ATD Fourth World Conference- World Bank

People experiencing poverty across six countries have informed World Bank and International Monetary Fund on how to ensure inclusivity and epistemic justice when developing policy, with the support of lecturer Dr Rachel Broady.

Rachel, who teaches Media, Culture and Communication at Liverpool John Moores University, travelled to Washington DC, as a delegate for the UK, to attend the “Addressing Hidden Dimensions of Poverty in Knowledge and Policies” international conference held at World Bank HQ on February 14, 2024.

The conference was the result of three-years of participatory research between human rights based anti-poverty organisation ATD Fourth World and Oxford University for which Rachel was a co-researcher on the UK project called “Understanding Poverty in all its Forms: A participatory research study into poverty in the UK”. The research was undertaken in six countries – Bangladesh, Bolivia, France, Tanzania, UK and USA – using a Merging of Knowledge methodology which saw people with direct, lived experience of poverty working alongside academics and practitioners, such as those working in welfare services and thus breaking down unequal relationships that can be formed in research.

Rachel’s contribution to the research and conference offered a unique insight. She is an academic who focuses on epistemic injustice in the reporting of poverty arguing for people in poverty to be expert sources alongside politicians and economists in journalists’ contacts. Rachel is also a former journalist who leads a campaign in the National Union of Journalists to challenge how poverty is reported. Rachel also experienced poverty, including as a child squatting in derelict properties during a housing crisis and as an adult prior to gaining a bursary for her PhD at Liverpool John Moores. Her role at the conference was to encourage economists who focus on poverty to recognise the importance of including people in poverty when developing any policy related to the experience. Rachel told conference delegates: “People with lived experience of poverty are progressive thinkers but their contribution to public debate is disregarded or disbelieved, even about their own experience of economic disadvantage. This undermines the debate. It positions people in poverty as outside the discourse, rather than recognising they should be central. This is because there are assumptions that people in poverty lack intelligence, or aren’t educated, are inarticulate, or not to be trusted in their interpretations of the experience of poverty. Fighting epistemic injustice isn’t just about listening or not listening, or even about being inclusive or not – it’s about consciously, directly challenging, and ultimately eliminating, long-held, unfair and inaccurate ideas about people in poverty and, in so doing, seeking genuine solutions to the eradication of poverty.”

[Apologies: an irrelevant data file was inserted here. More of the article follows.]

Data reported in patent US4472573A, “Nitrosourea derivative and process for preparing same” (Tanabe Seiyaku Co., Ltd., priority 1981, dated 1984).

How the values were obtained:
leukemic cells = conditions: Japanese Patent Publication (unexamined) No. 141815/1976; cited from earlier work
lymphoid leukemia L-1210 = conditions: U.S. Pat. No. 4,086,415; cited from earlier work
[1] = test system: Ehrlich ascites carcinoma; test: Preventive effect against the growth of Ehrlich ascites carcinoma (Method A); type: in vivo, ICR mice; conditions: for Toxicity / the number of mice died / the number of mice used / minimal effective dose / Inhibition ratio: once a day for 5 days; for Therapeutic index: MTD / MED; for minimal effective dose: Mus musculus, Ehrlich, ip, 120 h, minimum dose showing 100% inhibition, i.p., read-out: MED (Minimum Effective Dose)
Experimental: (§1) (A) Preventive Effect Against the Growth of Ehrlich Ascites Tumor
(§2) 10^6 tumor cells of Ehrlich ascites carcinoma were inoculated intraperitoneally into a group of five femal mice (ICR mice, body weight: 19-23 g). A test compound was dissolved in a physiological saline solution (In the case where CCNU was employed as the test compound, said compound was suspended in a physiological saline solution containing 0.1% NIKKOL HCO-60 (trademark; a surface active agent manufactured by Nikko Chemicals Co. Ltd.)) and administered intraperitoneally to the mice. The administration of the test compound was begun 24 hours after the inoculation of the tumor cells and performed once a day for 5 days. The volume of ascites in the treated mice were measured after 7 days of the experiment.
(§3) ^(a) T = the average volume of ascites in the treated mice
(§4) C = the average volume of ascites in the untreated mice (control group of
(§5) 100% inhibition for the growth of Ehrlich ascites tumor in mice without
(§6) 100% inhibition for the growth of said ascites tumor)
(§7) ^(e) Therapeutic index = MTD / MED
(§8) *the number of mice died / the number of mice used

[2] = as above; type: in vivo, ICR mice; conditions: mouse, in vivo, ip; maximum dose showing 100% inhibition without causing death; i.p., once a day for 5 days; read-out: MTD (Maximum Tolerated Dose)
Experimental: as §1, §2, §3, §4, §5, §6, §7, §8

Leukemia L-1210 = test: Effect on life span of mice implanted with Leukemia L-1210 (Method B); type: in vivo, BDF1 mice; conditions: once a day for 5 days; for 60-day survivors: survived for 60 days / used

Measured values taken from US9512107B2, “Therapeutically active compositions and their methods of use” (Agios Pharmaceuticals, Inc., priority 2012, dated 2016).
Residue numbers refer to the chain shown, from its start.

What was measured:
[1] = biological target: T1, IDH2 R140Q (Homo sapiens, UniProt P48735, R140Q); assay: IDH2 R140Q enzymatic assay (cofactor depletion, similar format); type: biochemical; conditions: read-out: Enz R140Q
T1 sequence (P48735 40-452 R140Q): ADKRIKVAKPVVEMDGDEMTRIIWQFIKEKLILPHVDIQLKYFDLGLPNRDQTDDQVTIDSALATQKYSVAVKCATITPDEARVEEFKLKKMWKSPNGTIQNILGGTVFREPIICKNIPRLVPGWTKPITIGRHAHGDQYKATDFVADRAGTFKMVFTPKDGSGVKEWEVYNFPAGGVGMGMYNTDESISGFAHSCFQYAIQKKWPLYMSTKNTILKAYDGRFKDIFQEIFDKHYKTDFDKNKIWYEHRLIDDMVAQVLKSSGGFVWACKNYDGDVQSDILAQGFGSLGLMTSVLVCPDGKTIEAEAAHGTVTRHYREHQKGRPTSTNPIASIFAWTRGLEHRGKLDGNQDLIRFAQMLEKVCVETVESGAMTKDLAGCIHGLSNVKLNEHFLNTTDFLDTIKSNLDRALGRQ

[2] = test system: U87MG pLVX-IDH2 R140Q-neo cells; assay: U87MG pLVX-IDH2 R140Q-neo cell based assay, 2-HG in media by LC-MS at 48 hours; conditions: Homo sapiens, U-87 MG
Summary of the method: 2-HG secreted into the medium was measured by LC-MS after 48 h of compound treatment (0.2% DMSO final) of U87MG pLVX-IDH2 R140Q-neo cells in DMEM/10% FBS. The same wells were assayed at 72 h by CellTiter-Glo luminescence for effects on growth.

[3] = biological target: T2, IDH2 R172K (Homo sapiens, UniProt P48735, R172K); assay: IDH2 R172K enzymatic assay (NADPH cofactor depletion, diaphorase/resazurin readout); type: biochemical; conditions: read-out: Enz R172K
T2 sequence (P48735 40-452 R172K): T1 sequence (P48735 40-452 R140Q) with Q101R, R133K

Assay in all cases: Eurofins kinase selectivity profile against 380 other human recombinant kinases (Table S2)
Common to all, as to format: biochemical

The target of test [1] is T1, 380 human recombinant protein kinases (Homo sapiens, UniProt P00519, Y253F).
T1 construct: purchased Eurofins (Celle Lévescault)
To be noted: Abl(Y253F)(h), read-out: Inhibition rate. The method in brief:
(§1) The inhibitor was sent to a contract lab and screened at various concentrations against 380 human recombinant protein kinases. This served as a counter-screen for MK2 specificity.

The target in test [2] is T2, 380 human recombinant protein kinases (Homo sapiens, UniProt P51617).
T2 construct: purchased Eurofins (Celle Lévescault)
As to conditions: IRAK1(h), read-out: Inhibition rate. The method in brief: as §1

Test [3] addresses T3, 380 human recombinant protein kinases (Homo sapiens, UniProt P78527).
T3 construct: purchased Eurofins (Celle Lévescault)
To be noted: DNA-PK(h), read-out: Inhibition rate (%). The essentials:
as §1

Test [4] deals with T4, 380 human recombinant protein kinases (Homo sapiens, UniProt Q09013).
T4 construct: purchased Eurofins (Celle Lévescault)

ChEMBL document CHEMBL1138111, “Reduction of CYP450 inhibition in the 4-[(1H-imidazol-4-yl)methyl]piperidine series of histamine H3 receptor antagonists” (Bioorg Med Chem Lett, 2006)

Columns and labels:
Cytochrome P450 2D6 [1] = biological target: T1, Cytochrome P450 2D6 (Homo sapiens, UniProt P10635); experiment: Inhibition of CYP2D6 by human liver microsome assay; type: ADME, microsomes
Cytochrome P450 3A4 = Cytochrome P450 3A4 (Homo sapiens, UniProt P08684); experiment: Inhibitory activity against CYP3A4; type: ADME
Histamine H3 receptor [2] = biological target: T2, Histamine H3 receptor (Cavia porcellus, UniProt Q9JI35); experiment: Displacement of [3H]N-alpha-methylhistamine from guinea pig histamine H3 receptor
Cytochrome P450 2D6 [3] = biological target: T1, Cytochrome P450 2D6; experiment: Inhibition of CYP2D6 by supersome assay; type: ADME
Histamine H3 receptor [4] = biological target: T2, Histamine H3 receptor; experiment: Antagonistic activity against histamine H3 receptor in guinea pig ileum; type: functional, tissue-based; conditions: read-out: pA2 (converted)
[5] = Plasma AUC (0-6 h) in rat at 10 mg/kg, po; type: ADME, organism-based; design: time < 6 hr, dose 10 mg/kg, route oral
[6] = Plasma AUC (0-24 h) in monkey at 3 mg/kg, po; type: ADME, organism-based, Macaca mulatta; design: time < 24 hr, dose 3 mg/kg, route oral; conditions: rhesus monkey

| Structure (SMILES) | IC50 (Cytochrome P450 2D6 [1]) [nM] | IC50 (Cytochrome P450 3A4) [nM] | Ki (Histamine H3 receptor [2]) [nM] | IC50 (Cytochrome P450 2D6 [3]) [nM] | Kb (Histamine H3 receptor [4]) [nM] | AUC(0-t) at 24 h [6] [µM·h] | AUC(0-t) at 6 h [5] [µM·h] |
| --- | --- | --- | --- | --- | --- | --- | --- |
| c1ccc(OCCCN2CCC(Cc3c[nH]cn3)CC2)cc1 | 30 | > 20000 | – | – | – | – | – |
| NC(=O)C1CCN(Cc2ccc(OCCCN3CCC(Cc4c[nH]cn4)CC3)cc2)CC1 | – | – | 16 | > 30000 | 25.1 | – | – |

A major revelation of the international research was that it can be possible to view poverty in the global North and South as a broadly shared experience. This means opportunities for a wider evaluation of policies related to poverty, by international organisations like World Bank and IMF, and to include those experts – the people with direct, lived experience of poverty. Nine dimensions of poverty were unearthed by the research and found to be shared across the six countries, only three are commonly included in existing measures. These dimensions were: disempowerment; suffering in body, mind and heart; struggle and resistance; social maltreatment;, institutional maltreatment; unrecognised contribution; lack of decent work; insufficient income; and material and social deprivation. From this, five factors were determined to influence the manifestation of the dimensions, being: cultural beliefs; identity; location; environment and environmental policy and timing and duration.